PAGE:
2 tsp baking powder
1/2 tsp baking soda
1/4 tsp salt
1/3 cup sugar
3 tbsp butter, cut into pieces
1 cup fat-free vanilla yogurt
1/4 cup orange juice
1/2 cup powdered sugar
• 1-2 tbsp orange juice
1. Preheat oven to 400 degrees. Spray a baking sheet with cooking
spray.
2. Combine flour, baking powder, baking soda, salt and sugar in a bowl.
3. Cut in butter with pastry blender or smoosh with your hands until it’s
crumbly and mealy in texture.
4. Combine yogurt and 1/4 cup juice in another bowl. Add to flour
mixture, stirring just until moistened.
5. Flour your hands and transfer dough to the baking sheet.
6. Shape into a 9-inch disk. Cut into 8 wedges, cutting into but not all
the way through the dough.
7. Bake for 16 minutes or until golden brown. Let cool for 15 minutes.
8. Meanwhile, stir together powdered sugar and remaining orange juice.
9. Drizzle glaze over cooled scones. Allow glaze to set before serving.
Eating for Gastroparesis
36
One Minute Eggs
Eggs are well-tolerated by many gastroparesis patients and there’s no
easier or faster way to make scrambled eggs than this. You can substitute
1/2 cup of EggBeaters for the ingredients listed and/or throw in a little
shredded low-fat cheese, if desired.
• 1 egg
• 1 egg white
• splash of milk
1. Spray a coffee mug with cooking spray.
2. Mix egg and egg white in the mug with a splash of milk.
3. Microwave for 30 seconds. Stir to break up eggs.
4. Microwave another 30 seconds, or until set.
5. Let stand about 2 minutes before eating.
Crystal Saltrelli, CHC
Breakfast Parfait
An easy, high-protein breakfast with about 8 grams of healthy fat. You
can omit the peanut butter, however, making it nearly fat-free.
• 6 oz. vanilla 0% Greek yogurt
• 1 tbsp creamy peanut butter
• 1/2 banana, sliced
• 1/4 cup crispy rice cereal
1. Mix yogurt and peanut butter until combined.
2. Layer half of yogurt in the bottom of a parfait glass or bowl.
3. Top with half of the banana slices.
4. Pour cereal over banana slices.
5. Add the rest of the yogurt.
6. Top with remaining banana slices.
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Eating for Gastroparesis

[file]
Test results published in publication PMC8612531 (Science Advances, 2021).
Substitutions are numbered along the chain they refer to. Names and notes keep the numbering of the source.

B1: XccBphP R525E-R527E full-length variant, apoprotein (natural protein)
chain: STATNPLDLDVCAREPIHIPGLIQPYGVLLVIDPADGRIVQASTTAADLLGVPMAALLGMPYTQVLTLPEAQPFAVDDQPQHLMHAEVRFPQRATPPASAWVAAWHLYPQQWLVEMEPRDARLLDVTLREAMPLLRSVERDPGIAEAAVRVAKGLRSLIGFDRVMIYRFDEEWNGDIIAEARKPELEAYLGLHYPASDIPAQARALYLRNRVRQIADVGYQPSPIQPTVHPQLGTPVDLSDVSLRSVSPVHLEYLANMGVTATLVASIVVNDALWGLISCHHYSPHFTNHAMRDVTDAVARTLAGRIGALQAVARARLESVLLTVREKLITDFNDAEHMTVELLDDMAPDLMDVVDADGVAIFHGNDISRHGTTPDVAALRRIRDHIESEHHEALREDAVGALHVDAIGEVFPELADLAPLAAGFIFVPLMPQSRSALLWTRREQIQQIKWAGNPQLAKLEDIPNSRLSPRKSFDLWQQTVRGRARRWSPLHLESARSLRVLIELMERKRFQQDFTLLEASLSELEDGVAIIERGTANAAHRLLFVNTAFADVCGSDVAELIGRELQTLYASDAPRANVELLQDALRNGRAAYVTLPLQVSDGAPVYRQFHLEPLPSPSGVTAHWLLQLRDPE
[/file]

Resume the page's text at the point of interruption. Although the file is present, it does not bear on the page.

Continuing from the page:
Family Friendly
Low-Fat Tuna Noodle Casserole
Serves 6-8
• 4 cups dry penne pasta
• 1 small onion, finely chopped (if tolerated)
• 2 (6 ounce) cans solid white tuna, water packed
• 2 (10 ounce) cans fat-free cream of mushroom soup, undiluted
• 1/2 cup 0% Greek yogurt or low-fat sour cream
• 1 cup skim milk or 1 cup 1% low-fat milk
• 1 tbsp Mrs. Dash seasoning mix
• 1/2 tsp garlic powder
• 1/2 tsp black pepper ( or to taste)
• 1 cup grated reduced-fat cheddar cheese
1. Preheat oven to 350 degrees F.
2. Grease a13 x 9-inch baking dish with cooking spray.
3. Boil the pasta in a large pot of boiling water until al dente; drain then
transfer to a large bowl.
4. Add in onion and tuna; toss to combine.
5. In a saucepan heat soup with milk until smooth.
6. Stir in yogurt/mayo and seasoning/spices until combined.
7. Pour into the bowl and toss to combine.
8. Transfer mixture to prepared baking dish.
9. Bake for about 30 minutes.
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Crystal Saltrelli, CHC
39
Oven “Fried” Chicken
Serves 4
• 2 lbs skinless chicken breast
• 2/3 cup Bisquick reduced-fat baking mix
• 1 1/2 tsp paprika
• 1 tsp salt
• 1/4 tsp pepper
• 1 Tbsp butter
1. Put butter in 13x9 baking dish. Preheat oven to 425°F and stick the
baking dish with butter in the oven while it’s preheating.
2. Combine Bisquick, paprika, salt, and pepper in a large Ziplock bag.
3. Rinse chicken in cold water, then put 1 or 2 pieces at a time into the